Wednesday, November 27, 2013

Daugerdas Retrial Jury Instructions - Part 07 Tax Evasion Instructions Part 3 Tax Evaded (11/25/13)

I address here what I now call the evaded element for the crime of tax evasion.  There has been loose jargon that has crept into this element.  I have used loose jargon, but I have recently seen the error of my ways.  

The key concept is that the taxpayer have evaded tax for the crime of tax evasion.  Simply because a taxpayer underpaid some or all of his tax liability, does not mean that he evaded some or all of his tax liability.  The Supreme Court and other courts, however, have described this element as a "tax deficiency" which is a tax term of art that normally means simply tax underpaid.  See Section 6211(a), here.

In his instruction, Judge Pauley describes this element as "tax due and owing."  Judge Pauley explains it to the jury as follows (again excluding the portion relevant only to Daugerdas' personal evasion):
First Element: Tax Due and Owing 
In order to establish the first element of tax evasion, the Government must prove beyond a reasonable doubt that the relevant taxpayer or the defendant Paul Daugerdas owed a substantial federal income tax for the tax year at issue.
This particular quote does not use the term tax due and owing, but rather just requires that there be a substantial federal income tax due.  Perhaps, though, the requirement of proof beyond a reasonable doubt captures the concept I want to discuss here.

There are more extensive instructions on tax due and owing and may be reviewed on a prior blog.  Daugerdas Retrial Jury Instructions - Part 06 Tax Evasion Instructions Part 1 Tax Evasion and Conspiracy to Commit Tax Evasion (Federal Tax Crimes Blog 11/25/13), here.

In the past, I have typically used the "tax due and owing" formulation of the element.  However, in preparing an article on sentencing, I concluded that perhaps the better concept would be "tax evaded."  Here is an except from the latest draft of that article which arises from the Villanova Symposium in which I recently participated (footnotes omitted):
E. Tax Liability Concepts in the Criminal Tax Universe. 
I stated earlier that tax evaded is the centerpiece of the sentencing in criminal tax cases and, hence, is at the forefront from the earliest steps in the criminal investigation and enforcement process where practitioners must anticipate and, if possible, shape what will happen at sentencing.  I will first state generally the varying concepts of tax liability as they play out in the criminal tax context and specifically at sentencing.  As with most financial crimes, the key determinant in the advisory Sentencing Guideline calculations is the financial loss to the victim.  For taxes, the victim is the IRS, and the tax loss is the measure of the financial loss that is considered.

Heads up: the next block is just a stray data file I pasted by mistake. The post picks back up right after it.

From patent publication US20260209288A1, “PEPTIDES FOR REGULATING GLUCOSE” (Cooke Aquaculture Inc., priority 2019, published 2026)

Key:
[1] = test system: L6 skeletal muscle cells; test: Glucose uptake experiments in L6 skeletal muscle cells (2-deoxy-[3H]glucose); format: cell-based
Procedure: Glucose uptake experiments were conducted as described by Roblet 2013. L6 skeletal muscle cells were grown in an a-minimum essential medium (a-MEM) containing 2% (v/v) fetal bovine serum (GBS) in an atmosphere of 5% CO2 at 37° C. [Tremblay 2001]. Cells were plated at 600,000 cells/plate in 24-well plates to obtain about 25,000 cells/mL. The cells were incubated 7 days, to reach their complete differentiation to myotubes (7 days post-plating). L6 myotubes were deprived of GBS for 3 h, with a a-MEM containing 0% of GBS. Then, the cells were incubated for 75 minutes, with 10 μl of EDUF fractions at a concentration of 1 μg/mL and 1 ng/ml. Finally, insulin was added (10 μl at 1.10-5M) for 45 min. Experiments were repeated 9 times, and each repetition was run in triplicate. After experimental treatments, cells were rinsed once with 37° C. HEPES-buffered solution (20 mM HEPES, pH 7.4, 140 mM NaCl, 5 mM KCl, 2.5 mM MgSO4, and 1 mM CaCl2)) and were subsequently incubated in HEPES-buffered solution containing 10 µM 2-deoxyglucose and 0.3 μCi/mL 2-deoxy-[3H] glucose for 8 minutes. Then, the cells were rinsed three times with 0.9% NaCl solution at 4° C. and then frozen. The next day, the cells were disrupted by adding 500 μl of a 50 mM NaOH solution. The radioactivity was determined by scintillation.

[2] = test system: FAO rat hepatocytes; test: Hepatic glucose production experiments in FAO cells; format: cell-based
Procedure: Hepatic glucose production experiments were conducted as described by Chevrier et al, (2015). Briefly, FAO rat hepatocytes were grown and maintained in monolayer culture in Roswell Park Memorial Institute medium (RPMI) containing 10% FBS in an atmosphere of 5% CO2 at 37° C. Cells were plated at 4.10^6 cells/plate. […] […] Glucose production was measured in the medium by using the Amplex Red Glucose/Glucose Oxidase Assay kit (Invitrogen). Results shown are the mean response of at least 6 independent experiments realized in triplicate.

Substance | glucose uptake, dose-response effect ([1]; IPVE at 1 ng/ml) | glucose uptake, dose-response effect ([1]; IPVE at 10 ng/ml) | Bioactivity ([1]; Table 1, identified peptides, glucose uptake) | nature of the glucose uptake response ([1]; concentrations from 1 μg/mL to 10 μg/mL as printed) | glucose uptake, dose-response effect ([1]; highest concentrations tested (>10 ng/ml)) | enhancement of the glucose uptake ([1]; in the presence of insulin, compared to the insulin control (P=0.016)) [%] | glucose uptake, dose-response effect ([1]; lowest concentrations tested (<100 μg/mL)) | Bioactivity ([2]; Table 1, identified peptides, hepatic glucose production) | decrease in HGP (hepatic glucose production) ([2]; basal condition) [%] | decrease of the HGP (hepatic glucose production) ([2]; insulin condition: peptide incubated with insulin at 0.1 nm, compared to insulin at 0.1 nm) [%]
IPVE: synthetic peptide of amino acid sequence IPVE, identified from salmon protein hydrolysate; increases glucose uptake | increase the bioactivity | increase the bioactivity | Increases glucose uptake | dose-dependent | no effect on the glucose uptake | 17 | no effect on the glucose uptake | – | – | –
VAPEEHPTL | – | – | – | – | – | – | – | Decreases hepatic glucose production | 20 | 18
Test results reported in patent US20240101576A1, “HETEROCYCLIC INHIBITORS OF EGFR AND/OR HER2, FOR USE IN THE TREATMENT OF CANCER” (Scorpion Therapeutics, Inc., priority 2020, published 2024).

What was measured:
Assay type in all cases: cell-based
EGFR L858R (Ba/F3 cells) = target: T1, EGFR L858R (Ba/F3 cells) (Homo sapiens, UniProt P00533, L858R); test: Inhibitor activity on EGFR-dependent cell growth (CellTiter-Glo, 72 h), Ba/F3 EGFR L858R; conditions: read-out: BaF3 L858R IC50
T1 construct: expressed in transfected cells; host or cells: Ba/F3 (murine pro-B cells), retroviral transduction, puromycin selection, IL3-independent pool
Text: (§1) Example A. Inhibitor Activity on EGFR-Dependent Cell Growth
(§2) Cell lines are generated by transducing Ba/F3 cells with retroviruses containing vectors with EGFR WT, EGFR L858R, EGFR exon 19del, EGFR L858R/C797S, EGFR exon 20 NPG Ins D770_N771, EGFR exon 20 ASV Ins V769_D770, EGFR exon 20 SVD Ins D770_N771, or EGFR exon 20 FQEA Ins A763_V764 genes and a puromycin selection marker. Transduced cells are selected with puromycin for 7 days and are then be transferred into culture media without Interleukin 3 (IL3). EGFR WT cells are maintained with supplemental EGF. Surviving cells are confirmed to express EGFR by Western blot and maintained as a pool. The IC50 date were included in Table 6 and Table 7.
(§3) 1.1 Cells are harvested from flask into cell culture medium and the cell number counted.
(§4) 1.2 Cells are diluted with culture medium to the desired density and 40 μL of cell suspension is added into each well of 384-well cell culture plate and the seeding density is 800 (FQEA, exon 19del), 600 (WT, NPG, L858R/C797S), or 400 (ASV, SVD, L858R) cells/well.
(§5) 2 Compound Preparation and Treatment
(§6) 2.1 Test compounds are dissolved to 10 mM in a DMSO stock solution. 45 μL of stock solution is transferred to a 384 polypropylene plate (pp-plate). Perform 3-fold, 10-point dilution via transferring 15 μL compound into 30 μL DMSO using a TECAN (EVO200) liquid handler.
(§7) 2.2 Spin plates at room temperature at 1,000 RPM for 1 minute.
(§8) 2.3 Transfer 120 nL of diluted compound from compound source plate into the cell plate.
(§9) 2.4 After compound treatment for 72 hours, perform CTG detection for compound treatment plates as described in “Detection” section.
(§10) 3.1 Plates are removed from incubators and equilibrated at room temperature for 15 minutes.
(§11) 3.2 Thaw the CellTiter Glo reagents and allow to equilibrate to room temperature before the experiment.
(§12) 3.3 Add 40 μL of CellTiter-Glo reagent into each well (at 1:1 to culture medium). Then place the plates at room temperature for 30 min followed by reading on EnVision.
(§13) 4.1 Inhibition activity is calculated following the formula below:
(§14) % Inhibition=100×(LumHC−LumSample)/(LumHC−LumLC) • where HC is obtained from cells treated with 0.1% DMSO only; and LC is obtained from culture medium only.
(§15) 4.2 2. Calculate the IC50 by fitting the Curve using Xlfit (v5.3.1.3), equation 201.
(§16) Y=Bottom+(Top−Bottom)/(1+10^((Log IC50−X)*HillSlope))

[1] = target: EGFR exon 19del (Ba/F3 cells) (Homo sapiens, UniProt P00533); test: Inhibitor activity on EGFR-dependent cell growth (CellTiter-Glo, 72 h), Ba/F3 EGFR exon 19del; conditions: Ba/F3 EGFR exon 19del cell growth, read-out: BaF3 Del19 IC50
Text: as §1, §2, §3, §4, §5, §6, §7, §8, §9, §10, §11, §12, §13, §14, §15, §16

1. Civil Tax Liability / Tax Deficiency. 
A taxpayer may think of his tax liability as what he offers to the IRS.  In the case of a filed return, the return is the taxpayer’s offer.  In the case of an unfiled return, the taxpayer’s offer is nothing (except to the extent of prepayments such as withholding or estimated taxes).  In either case, the IRS may disagree and think the taxpayer owes more than he offered.  That is the context for IRS investigations into liability that may include both audits and criminal investigations. 
The taxpayer will have a civil tax liability which is imposed on the original due date of the return.  That liability is determined before application of payments.  To the extent that the liability exceeds the payments made or deemed as of the due date of the return, the taxpayer has an unpaid civil tax liability, often referred to in a civil context as a deficiency.  Taxpayers who fully pay their civil tax liability will usually not be at risk of criminal prosecution because of the phenomenon noted above that punishment is determined by evasion of the unpaid tax.  At least usually, in the tax crimes universe, if there is no tax underpaid, there is no crime – or at least no crime that the Government will have the incentive to prosecute.